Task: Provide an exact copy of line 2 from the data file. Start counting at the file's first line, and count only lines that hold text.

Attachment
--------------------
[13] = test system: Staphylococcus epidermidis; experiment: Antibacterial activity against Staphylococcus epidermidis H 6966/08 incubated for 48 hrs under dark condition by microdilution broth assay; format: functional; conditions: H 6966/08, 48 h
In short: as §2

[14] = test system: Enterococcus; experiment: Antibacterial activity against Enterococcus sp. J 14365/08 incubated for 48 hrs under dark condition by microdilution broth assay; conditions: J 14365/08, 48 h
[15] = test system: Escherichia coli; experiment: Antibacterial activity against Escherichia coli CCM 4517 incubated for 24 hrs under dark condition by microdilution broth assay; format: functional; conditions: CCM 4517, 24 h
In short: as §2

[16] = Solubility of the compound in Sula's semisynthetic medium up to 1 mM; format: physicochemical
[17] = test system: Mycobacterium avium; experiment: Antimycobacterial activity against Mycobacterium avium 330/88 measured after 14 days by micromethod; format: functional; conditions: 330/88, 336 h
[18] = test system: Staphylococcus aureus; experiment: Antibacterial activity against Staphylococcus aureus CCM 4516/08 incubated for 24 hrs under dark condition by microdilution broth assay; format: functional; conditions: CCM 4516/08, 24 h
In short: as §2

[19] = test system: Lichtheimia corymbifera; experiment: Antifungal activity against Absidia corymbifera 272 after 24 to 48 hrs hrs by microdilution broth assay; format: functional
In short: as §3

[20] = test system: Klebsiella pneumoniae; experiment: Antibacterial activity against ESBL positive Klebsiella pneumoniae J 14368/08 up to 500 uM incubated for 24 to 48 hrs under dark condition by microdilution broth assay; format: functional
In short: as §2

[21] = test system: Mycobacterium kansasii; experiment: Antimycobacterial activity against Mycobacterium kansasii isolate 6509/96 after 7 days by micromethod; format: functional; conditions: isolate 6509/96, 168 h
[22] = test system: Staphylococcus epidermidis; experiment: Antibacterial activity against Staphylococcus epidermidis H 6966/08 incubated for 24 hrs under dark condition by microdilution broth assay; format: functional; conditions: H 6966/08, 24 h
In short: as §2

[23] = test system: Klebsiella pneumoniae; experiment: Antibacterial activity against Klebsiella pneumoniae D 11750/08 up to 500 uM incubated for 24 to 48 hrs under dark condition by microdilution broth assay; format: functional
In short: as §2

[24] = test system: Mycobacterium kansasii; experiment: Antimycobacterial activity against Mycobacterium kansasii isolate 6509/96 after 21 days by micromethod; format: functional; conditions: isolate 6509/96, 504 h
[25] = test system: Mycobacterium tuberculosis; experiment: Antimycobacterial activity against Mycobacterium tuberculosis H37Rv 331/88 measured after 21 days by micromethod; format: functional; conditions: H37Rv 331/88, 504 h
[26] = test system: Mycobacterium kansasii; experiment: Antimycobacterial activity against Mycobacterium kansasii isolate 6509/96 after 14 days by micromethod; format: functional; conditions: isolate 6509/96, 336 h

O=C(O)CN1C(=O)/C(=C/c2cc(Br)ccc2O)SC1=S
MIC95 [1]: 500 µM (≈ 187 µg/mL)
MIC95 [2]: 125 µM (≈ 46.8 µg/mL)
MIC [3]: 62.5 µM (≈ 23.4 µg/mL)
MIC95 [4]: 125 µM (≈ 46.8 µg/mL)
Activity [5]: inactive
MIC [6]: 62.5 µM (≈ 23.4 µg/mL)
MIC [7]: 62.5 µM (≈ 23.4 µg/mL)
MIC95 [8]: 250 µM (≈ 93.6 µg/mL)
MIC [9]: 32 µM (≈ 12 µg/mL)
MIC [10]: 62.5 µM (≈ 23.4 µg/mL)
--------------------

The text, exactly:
In short: as §2